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Vaughan youth soccer players caught on video swarming teammate

Cristina Howorun | posted Tuesday, Apr 25th, 2017

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It’s a shocking video. A group of boys, about 14 years old, roam the halls of a hotel. Some of them are wearing Vaughan Soccer club attire.

“This is not a game,” one boy warns the camera. Another is making a pounding noise with his hands. They knock on the door – a boy opens his hotel room door and the onslaught begins.

The group charges toward him, throwing him onto the bed and pounding on his legs and torso. He gets the upper hand at one point and pins the primary attacker, but quickly gives up when the prime attacker warns: “Don’t touch me, don’t try to touch me boy,” in an eerily threatening voice.

The victim is pinned, face first, and the attacker repeats his warnings while inducing more harm with his hands.

The group leaves and the victim is seen moaning in pain in the fetal position on the bed. In the hallway, the ring leader boasts “I got that n**** fast.” The crowd is laughing.

But Pat DiRauso of the Vaughan Soccer club is not.

“It’s disturbing. The video speaks volumes,” he says.

DiRauso adds that in Vaughan Soccer club’s 35-year history they “never experienced anything like this.”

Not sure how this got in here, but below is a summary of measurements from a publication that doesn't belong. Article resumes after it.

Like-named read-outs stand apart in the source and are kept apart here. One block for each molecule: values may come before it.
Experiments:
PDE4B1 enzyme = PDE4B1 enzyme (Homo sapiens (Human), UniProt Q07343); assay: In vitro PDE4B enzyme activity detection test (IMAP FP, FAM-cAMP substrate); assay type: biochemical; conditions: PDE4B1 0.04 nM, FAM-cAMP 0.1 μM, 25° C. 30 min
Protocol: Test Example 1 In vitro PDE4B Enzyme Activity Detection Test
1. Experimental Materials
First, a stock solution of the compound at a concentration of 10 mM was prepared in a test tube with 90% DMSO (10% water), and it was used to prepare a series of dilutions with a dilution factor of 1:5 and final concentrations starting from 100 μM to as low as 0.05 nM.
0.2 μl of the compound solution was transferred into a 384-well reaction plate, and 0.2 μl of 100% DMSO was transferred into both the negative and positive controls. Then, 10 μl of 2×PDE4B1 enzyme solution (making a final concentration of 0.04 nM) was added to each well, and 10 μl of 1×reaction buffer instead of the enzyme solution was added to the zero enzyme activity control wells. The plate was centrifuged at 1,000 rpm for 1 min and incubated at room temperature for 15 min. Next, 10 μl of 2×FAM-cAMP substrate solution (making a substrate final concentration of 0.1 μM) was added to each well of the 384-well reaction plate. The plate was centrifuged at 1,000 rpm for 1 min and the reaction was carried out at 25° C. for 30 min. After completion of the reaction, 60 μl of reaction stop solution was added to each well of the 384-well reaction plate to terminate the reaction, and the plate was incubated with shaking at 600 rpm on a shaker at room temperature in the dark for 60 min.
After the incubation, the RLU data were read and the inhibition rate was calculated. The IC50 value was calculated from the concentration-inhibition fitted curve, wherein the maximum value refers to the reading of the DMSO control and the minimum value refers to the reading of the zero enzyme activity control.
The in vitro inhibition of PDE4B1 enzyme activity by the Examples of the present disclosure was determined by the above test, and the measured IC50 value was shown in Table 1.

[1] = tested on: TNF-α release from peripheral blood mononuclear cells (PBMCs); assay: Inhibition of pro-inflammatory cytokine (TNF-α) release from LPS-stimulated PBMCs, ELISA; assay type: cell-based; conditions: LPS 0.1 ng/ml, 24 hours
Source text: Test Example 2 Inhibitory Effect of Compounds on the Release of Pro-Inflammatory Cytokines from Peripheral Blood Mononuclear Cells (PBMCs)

At the time the video was recorded, two of the club’s elite squads – the under-15 and under-13 teams from the Ontario Player Development League – were on a two-week tournament in Italy. They returned over the weekend and the video is believed to have been shot over the past week.

DiRauso only saw the video this past weekend.

“We’ve suspended the entire (team) as of yesterday afternoon,” he explains of the leadership and athletic program that costs about $3600 a year. “Tonight we are meeting with parents to determine what next steps we will take.”

The club is conducting its own internal investigation, but DiRauso believes it will have to go up the disciplinary chain to the York region Soccer Association, or even Ontario Soccer, which governs amateur soccer province-wide. Monday night’s practice is cancelled.

The activities seen in the video are clear violations of the club and Ontario Soccer’s code of conduct and some of those involved could be banned from competitive play for several years.

The under-15 team, where most of those appearing on the video are believed to play, doesn’t have a game scheduled until early May.

DiRauso isn’t sure if that game will proceed or how many players will be on the field. “Maybe not every player… sometimes it’s not even the player involved, it’s the players standing around and encouraging the act.”

He says about 30 players from the two teams were on the trip, with about 20 parental supervisors and four coaches chaperoning.

It’s believed the swarming happened early one evening, before lights out.

DiRauso admits that a lot is at stake. Ontario Soccer could pull their licence to run an Opdl team which is supposed to focus on athletics and leadership qualities.

But he says the players come first. “No program is more important than our players. ”

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